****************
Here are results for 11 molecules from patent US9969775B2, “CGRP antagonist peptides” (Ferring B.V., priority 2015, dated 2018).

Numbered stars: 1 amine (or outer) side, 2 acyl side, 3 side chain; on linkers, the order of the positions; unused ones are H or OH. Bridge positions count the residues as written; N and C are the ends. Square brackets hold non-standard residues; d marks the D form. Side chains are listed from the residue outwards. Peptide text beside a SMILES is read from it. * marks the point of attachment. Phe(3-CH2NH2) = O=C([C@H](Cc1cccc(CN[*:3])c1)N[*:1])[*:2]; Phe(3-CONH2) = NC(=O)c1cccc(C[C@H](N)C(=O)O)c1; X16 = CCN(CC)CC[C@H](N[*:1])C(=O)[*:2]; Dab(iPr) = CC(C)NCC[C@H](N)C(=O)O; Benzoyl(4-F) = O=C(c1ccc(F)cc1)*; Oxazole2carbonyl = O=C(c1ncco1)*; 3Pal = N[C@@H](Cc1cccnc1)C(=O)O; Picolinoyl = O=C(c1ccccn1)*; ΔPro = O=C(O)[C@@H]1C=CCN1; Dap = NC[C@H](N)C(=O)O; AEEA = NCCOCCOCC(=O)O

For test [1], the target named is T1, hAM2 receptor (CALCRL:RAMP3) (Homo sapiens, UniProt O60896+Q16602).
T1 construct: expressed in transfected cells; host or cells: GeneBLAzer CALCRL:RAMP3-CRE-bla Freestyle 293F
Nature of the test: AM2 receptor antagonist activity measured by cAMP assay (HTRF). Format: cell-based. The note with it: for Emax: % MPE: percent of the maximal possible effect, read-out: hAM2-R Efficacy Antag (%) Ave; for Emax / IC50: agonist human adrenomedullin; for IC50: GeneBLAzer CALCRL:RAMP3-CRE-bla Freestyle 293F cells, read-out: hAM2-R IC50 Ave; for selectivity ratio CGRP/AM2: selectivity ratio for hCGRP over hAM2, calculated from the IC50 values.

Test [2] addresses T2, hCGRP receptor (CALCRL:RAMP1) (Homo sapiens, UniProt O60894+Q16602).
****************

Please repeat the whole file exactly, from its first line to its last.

Here are results for 11 molecules from patent US9969775B2, “CGRP antagonist peptides” (Ferring B.V., priority 2015, dated 2018).

Numbered stars: 1 amine (or outer) side, 2 acyl side, 3 side chain; on linkers, the order of the positions; unused ones are H or OH. Bridge positions count the residues as written; N and C are the ends. Square brackets hold non-standard residues; d marks the D form. Side chains are listed from the residue outwards. Peptide text beside a SMILES is read from it. * marks the point of attachment. Phe(3-CH2NH2) = O=C([C@H](Cc1cccc(CN[*:3])c1)N[*:1])[*:2]; Phe(3-CONH2) = NC(=O)c1cccc(C[C@H](N)C(=O)O)c1; X16 = CCN(CC)CC[C@H](N[*:1])C(=O)[*:2]; Dab(iPr) = CC(C)NCC[C@H](N)C(=O)O; Benzoyl(4-F) = O=C(c1ccc(F)cc1)*; Oxazole2carbonyl = O=C(c1ncco1)*; 3Pal = N[C@@H](Cc1cccnc1)C(=O)O; Picolinoyl = O=C(c1ccccn1)*; ΔPro = O=C(O)[C@@H]1C=CCN1; Dap = NC[C@H](N)C(=O)O; AEEA = NCCOCCOCC(=O)O

For test [1], the target named is T1, hAM2 receptor (CALCRL:RAMP3) (Homo sapiens, UniProt O60896+Q16602).
T1 construct: expressed in transfected cells; host or cells: GeneBLAzer CALCRL:RAMP3-CRE-bla Freestyle 293F
Nature of the test: AM2 receptor antagonist activity measured by cAMP assay (HTRF). Format: cell-based. The note with it: for Emax: % MPE: percent of the maximal possible effect, read-out: hAM2-R Efficacy Antag (%) Ave; for Emax / IC50: agonist human adrenomedullin; for IC50: GeneBLAzer CALCRL:RAMP3-CRE-bla Freestyle 293F cells, read-out: hAM2-R IC50 Ave; for selectivity ratio CGRP/AM2: selectivity ratio for hCGRP over hAM2, calculated from the IC50 values.

Test [2] addresses T2, hCGRP receptor (CALCRL:RAMP1) (Homo sapiens, UniProt O60894+Q16602).